Mechanical Arm + Internet = Realtime Profiles of Particles Near the Seafloor
We're not sure what to call it, but it moves, it sees, and it has a brain (of sorts). For a month, it lived 12 m deep about a mile off South Beach on Martha's Vineyard, Massachusetts. And it talked to us, because it was connected to power and Internet supplied by the Martha's Vineyard Coastal Observatory. The talking part was not all good…we liked getting the data and good reports, but because we could check in at all hours of the day and night, we felt like we had to. Kind of like texting your kids while they're out on a date. We were happy to find that it was well behaved.
"It" is a unique profiling system designed and built by a team of U.S. Geological Survey (USGS) engineers and technicians at the USGS Woods Hole Coastal and Marine Science Center in Woods Hole, Massachusetts. We deployed it to study how particles affect the attenuation of light in the water and to answer questions like: How deep does sunlight penetrate? Does enough light reach the bottom for seagrass or coral to grow? Will our laser bathymetry devices work? How far can a diver see? Can an ROV (remotely operated vehicle) see an oil plume? How much sediment is in the water? Are our sediment-transport models predicting the right amount? Do our optical measurements (based on light) agree with acoustic measurements (based on sound)?
To answer these questions, we needed to make both optical and acoustic measurements in the same place, at the same time.
The profiling system was deployed as part of the OASIS (Optics Acoustics and Stress In Situ) project, funded by the Office of Naval Research, with additional support from the USGS Coastal and Marine Geology Program. The profiler was designed to move a package of optical and acoustic sensors up and down through the 2 m of water just above the seafloor. After much debate, our final design uses a custom-built electric motor to screw a threaded rod through a nut on the end of a cantilevered arm. As the screw turns, the other end of the arm moves from about 2.2 m above the bottom to 0.3 m above the bottom at a rate of 11 to 12 cm per minute. The motor has incredible torque, considering that its power is limited to less than 4 amps at 24 volts, and the arm can easily lift the 50-kg instrument package. It starts profiling on the even hour and takes about 17 minutes to move from the top to the bottom position, where it remains until 20 minutes past the hour. Then it profiles to the top, waits until 40 minutes past the hour, and repeats another round-trip profile.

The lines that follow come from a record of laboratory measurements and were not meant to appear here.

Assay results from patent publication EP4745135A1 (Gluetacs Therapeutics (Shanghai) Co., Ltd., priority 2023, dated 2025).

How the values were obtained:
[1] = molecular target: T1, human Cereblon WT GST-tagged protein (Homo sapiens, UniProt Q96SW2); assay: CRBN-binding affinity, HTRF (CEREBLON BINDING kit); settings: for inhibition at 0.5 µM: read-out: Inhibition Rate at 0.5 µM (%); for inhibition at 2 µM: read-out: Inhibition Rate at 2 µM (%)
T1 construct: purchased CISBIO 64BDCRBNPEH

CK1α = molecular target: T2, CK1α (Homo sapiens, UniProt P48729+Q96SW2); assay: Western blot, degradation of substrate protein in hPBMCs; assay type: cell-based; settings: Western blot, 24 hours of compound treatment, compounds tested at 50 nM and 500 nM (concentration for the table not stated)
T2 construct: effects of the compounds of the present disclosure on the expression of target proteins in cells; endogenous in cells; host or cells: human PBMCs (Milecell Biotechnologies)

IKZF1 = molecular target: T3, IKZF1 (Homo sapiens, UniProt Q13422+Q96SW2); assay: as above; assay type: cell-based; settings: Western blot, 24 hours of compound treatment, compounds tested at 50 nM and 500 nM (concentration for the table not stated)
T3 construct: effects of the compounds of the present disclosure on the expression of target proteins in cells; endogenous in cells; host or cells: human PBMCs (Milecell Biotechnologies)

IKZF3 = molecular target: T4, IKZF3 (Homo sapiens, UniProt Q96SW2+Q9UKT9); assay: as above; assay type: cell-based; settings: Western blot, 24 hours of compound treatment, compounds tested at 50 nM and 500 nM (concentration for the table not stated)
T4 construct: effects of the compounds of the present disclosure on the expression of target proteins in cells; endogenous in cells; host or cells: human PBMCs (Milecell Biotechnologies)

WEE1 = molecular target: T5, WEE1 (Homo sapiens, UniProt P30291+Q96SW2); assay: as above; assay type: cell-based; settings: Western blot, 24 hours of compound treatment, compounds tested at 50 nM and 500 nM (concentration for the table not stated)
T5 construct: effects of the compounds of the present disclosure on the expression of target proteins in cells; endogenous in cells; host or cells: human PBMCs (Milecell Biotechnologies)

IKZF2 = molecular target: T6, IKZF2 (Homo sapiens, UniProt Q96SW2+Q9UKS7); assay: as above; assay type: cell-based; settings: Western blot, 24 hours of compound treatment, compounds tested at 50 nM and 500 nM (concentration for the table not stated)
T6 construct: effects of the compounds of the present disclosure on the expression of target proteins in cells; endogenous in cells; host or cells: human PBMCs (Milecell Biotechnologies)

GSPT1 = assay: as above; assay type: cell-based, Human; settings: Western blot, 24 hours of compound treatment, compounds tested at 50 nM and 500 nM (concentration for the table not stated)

The recent deployment, from mid-September through mid-October 2011, was the first time we have had real-time data from sediment-transport instruments connected to a cabled observatory. The project has been managed by Marinna Martini, who designed the electronics of the arm-control system, programmed the controller, and oversaw all the other technical activities. Emile Bergeron designed (and redesigned) and built (and rebuilt) the mechanical components. He made most of the key parts by hand and specified the Technadyne Industries motor that has been so reliable. Jonathan Borden built the tripod, the housing for the electronics, and all the cables, and he runs all the logistics on deck during deployment and recovery. Ellyn Montgomery wrote the C programs and Linux scripts that actually control the arm and enable the various computers to communicate, and she modified code from Sam Laney of the Woods Hole Oceanographic Institution (WHOI) to make the computers log data in real time. Pat Dickhudt heroically managed to get the new holographic particle sizer running reliably and, with the help of Chris Sabens and Brandy Armstrong, set up most of the instruments on the tripod. Our summer Partnership Education Program (PEP) student Andy Klein helped us calibrate the motor speed and arm movement. Michael Casso, Sandy Baldwin, and Chuck Worley made several dives alongside WHOI divers led by Jay Sisson to check on the instruments and clean barnacles off the optics.
Optical profiles are difficult to make in the ocean because light is scattered and absorbed by water and particles in the water. Acoustics work much better, but sound and light respond differently to particles. Light responds to the area of particles in the water (proportional to the number of particles times the square of their diameters). Sound responds to the volume of particles in the water (proportional to the number of particles times the cube of their diameters). And, because particles can clump together to form aggregates that can later be torn apart by turbulence, the number and size of particles is always changing, even if no new sediment (or dead phytoplankton or other type of particle) is added or removed. In addition, the mass of particles near the bottom is always changing, as material settles from the productive surface layer, is transported from other places by currents, or is resuspended from the bottom by wave action.